8. #8
    DIY Junior Member
    Join Date
    Dec 2006
    Location
    Vallejo Ca.
    Posts
    6

    Default

    Hello Hj

    I would relocate that lower elbow and T to the left. Now I have to vent the shower drain/trap.

    I have seen plumbers/carpenters run a 45 up to the vent. Why a 45? I'm not sure why? I've just accepted that its best practice. How else would you vent the shower? I'm sure that there is more than one way to do this. I just want to be simple, safe, and economical. And, I have that vent right there.

    If you take a close look at the elbow and T in the picture its all corroded pipe that need to be cut out and redone, the threads are shot.

    Thanks

    Drake

  9. #9
    Rancher
    Guest

    Default

    I'm not sure where that elbow is, under the tee, where does it go? That looks like galvanized 2", is it? Are the threads completely rusted out, looks like you moved the trap to the right for the second pic, and is that floor joist going to be in the way?

    Rancher

  10. #10
    DIY Junior Member
    Join Date
    Dec 2006
    Location
    Vallejo Ca.
    Posts
    6

    Default shower plumbing

    Rancher

    Yes the elbow is under the T, which made a run to the drainpipe by a Y-fitting which is connected to a 4" stack. Yes it is 2 inch galvanized pipe completed rusted out.

    I'm order the shower (kerdi shower) so I'm not exactly certain where the drain will be located. I'm guessing to the left of that joist. Since this is going to be a tile shower (heavy) I'm hoping that I will not have to cut into that joist.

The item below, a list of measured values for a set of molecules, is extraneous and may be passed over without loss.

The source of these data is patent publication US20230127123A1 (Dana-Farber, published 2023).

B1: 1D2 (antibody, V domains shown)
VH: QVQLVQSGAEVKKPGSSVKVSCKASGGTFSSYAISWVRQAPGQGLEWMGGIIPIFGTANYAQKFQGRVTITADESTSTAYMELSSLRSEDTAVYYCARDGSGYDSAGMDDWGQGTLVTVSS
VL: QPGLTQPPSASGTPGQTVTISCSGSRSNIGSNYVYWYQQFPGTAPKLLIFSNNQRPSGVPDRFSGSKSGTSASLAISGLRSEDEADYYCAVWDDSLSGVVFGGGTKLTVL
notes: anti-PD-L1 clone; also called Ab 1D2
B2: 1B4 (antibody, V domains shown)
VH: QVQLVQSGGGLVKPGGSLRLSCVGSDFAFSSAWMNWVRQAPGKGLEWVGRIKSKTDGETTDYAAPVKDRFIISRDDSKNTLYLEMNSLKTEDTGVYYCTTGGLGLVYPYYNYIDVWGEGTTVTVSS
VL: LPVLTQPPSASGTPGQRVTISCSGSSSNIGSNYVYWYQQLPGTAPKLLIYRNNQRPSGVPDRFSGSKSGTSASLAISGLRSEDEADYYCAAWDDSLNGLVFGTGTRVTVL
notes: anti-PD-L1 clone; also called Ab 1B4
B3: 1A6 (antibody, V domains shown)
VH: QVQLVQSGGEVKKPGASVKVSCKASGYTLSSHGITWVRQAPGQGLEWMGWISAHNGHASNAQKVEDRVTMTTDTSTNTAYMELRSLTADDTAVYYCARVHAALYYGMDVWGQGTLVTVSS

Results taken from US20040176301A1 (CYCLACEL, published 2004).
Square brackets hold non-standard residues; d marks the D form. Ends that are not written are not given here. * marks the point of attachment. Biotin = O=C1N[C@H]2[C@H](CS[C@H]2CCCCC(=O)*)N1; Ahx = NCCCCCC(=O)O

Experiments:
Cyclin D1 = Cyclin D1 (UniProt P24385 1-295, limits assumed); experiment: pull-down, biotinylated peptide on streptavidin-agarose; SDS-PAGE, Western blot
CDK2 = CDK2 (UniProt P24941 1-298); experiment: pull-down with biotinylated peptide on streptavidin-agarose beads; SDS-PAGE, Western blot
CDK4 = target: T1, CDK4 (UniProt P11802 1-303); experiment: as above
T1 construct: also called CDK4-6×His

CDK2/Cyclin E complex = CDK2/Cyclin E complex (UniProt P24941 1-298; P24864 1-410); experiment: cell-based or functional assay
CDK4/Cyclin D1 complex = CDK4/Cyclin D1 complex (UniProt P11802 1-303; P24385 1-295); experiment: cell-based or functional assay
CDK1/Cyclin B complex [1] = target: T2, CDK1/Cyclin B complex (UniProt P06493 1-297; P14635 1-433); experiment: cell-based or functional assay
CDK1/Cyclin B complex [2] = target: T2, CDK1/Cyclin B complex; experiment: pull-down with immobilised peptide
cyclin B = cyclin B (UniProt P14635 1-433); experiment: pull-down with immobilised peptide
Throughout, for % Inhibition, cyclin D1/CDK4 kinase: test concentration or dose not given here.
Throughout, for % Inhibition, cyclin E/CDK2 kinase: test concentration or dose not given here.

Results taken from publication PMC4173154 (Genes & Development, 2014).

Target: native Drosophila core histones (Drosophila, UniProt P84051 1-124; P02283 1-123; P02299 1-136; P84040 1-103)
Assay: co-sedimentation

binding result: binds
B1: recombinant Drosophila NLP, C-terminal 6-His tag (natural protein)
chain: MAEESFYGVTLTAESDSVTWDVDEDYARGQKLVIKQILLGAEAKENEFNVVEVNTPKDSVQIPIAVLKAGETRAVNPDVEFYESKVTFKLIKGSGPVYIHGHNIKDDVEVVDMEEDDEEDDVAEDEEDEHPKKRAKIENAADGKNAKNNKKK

HJ/ Would you clarify what you meant by the pipe being to small for a shower? The vent?

    Drake

  11. #11
    Homeowner geniescience's Avatar
    Join Date
    Nov 2005
    Location
    humid summers hot, humid winters cold
    Posts
    2,152

    Default Size drain. Diameter. Drain pipe size.

    Quote Originally Posted by phixit
    ....pipe being to small for a shower? The vent?
    A short run of 1.5" diameter pipe will carry a lot of drain water; a long one will carry less.

    The drain for a shower is a 2" diameter pipe.
    The drain for a tub-shower is a 1.5" diameter pipe.
    The drain for a tub is a 1.5" diameter pipe.

    That is the code today.

    Code used to be :
    The drain for a shower is a 1.5" diameter pipe.
    The drain for a tub-shower is a 1.5" diameter pipe.
    The drain for a tub is a 1.5" diameter pipe.

    I don't know in which year Code changed, but it does require a 2" pipe when you convert from a tub or tub-shower to a shower. That is the code.

    A short run of 1.5" diameter pipe will carry a lot of drain water; a long run will carry less.

    In some far away countries the diameter of a shower drain is even smaller than 1.5"; it is SO small that you notice the difference when you stand in the shower pan and feel warm water enveloping your toes. The feeling is not bad, in my opinion. Water drains more slowly; some remains in the pan before leaving.

    Not your case. In your case, with either a 1.5" drain or a 2" drain, water will flow out so fast that you won't have any left to warm your feet or toes on a cold shower floor.

    It is true that a small drain can get blocked more easily. Especially if it is a long run. And really bad if it has bends and turns.

    Not your case here. You have a short run, a straight line.

    Code requires a 2" diameter pipe. This should be installed. Now that you have everything open and accessible, now is the time to install it.


    david

Bookmarks

Posting Permissions

  • You may not post new threads
  • You may not post replies
  • You may not post attachments
  • You may not edit your posts
  •